by Dr. Craig McCann
I am increasingly concerned at the rate at which the so-called “CVE field” is being infiltrated by activists describing themselves as “Anti-Fascists” who advocate for committing criminal offences in furtherance of their opposition to the radical right. This has exploded since the riot that took place at the U.S. Capitol on January 6th 2021, for which a large number of criminal investigations are still ongoing.
As someone who has spent more than a decade delivering and studying state responses to counter the radical right, as well as other forms of terrorism, I feel compelled to challenge the implied narrative that the only way to oppose the radical right is by emulating their tactics.
One recent example from late 2021 was an interview in which the lack of progress with engagement and the establishment of dialogue with those on the radical right is highlighted and instead the approach of “brass knuckling up and flattening the nose of a Proud Boy” is advocated. Where to start? I have had very similar conversations with people who have become so jaded by their interactions with the radical right and analysis of content online that they have adopted the view that if you can’t beat them join them. This is also wrong. Incidentally, the issues of safety and mental wellbeing of those studying the radical right was covered in a recent CARR ‘Right Rising’ podcast.
Firstly, I don’t trust those identifying so passionately as “Anti-Fascists” to know how the radical right differs from the ‘regular right’. Their grievances against the status quo run wild and it is often difficult to identify a coherent strand of thinking, other than anger. The largely ignored Antifa protests which have led to large scale disorder, criminal damage and violence in Portland, Oregon is a demonstration of where the wisdom of the mob can lead. Advocating for street violence is a messy business and one in which you surrender all vestiges of the moral high ground.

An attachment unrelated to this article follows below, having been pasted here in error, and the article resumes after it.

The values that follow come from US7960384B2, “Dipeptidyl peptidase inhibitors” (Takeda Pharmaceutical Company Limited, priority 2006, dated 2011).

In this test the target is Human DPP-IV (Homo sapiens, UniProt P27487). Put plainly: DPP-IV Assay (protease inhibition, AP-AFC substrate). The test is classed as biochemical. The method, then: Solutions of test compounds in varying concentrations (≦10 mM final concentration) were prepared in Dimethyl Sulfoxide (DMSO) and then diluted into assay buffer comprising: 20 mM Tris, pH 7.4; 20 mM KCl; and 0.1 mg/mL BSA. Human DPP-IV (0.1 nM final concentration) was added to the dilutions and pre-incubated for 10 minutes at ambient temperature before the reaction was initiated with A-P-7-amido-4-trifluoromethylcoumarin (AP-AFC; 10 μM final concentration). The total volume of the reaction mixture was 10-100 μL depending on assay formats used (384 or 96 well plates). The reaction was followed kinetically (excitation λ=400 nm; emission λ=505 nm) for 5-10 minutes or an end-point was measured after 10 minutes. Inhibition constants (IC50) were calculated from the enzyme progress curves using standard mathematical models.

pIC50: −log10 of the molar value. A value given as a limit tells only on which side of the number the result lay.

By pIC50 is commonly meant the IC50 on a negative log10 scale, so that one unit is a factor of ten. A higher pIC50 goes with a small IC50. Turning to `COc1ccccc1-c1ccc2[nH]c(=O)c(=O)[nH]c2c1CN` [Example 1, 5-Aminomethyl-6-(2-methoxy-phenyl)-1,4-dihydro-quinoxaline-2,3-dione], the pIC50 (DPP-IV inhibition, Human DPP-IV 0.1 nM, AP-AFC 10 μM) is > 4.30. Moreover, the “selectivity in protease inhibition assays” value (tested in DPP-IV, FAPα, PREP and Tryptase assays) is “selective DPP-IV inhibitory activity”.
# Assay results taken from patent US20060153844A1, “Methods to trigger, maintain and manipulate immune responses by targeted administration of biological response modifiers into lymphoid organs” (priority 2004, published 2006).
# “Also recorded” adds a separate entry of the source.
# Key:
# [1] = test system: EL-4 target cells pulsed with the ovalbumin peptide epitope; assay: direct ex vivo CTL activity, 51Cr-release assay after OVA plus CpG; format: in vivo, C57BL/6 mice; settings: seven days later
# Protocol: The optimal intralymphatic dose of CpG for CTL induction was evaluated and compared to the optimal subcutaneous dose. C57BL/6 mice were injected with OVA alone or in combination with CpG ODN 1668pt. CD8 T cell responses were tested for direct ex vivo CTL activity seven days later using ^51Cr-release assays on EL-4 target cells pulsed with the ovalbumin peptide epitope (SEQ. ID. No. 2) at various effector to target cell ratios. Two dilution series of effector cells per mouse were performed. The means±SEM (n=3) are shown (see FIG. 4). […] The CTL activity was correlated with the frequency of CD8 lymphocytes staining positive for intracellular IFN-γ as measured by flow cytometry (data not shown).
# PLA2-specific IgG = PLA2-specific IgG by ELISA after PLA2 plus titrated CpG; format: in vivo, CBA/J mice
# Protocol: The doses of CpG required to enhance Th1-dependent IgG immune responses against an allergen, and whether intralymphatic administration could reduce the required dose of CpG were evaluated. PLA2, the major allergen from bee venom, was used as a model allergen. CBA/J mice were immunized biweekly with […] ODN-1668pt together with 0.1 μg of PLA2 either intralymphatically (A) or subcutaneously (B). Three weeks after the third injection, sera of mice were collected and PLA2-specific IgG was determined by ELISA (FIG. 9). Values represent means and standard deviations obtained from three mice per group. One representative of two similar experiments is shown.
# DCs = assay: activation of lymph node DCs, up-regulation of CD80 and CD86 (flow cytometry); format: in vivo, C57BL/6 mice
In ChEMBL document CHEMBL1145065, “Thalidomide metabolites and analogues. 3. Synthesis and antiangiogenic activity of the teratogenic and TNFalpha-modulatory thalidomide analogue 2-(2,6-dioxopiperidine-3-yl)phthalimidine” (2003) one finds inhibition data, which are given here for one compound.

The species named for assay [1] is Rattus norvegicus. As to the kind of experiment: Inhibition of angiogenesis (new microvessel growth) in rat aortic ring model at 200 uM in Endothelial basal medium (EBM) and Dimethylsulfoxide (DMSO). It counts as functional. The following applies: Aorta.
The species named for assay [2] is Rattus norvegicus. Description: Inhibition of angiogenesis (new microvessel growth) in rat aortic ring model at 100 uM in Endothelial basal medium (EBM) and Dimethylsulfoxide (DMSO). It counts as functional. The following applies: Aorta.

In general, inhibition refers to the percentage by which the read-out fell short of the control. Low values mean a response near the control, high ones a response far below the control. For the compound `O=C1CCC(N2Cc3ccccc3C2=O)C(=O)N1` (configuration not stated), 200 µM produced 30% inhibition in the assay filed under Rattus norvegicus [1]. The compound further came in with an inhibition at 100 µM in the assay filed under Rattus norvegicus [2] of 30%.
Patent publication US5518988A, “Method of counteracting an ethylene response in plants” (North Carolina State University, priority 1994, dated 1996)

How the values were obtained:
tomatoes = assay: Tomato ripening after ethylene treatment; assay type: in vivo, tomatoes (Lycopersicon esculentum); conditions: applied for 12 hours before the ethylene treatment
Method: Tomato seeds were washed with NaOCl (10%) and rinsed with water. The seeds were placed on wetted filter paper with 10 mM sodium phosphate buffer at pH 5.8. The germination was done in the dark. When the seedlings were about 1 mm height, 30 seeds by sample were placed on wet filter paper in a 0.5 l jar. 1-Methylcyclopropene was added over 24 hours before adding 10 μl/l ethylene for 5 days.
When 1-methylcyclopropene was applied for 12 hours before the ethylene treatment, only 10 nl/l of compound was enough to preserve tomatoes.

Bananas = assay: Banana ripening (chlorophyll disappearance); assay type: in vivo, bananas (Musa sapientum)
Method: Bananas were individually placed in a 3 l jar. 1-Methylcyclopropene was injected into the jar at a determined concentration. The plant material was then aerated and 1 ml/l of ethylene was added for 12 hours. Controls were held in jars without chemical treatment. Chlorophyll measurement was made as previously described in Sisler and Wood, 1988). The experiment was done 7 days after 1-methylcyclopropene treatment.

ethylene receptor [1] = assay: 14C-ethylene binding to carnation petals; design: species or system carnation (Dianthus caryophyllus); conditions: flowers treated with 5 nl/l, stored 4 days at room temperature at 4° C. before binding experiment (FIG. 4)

Secondly, I cannot get behind the idea of “brass knuckling up and punching a Proud Boy” as an effective means of responding to the radical right. Exactly the opposite is the case. Violence begets violence. We have seen this with street-based protest movements where groups of diametrically opposed people spoiling for a fight repeatedly converge. Many years ago, we spoke of cumulative extremism in relation to the relationship between Islamist and radical right groups. Now we have the scenario where it is the radical left who have replaced the Islamists. And I’d argue they’re doing a much better job of driving people to the radical right than Islamists ever did. Extremist groups don’t exist in a vacuum and yet a dangerous narrative is setting in, that the activities of diametrically opposed groups can be divorced from one another when being analysed in the sterile environment of a think tank or library. But we know this to be untrue, as the literature on cumulative extremism makes clear.
I also can’t help but feel that those most vociferously advocating for violence against those they perceive to be ‘Nazis’ would not be capable of punching someone else in the face. Rather, they are content to angrily encourage others to do their dirty work for them. These are not good faith actors. Beware those who are adding kindling to the fire in order to keep it burning. More often than not they have a book to sell or a consultancy service to promote where they get to play both arsonist and firefighter. Dare I say it, if someone on the radical right of the equation so openly advocated for punching members of Antifa in the face, they would be accused of radicalising people and inciting violence. This is rank hypocrisy, and it needs to be called out.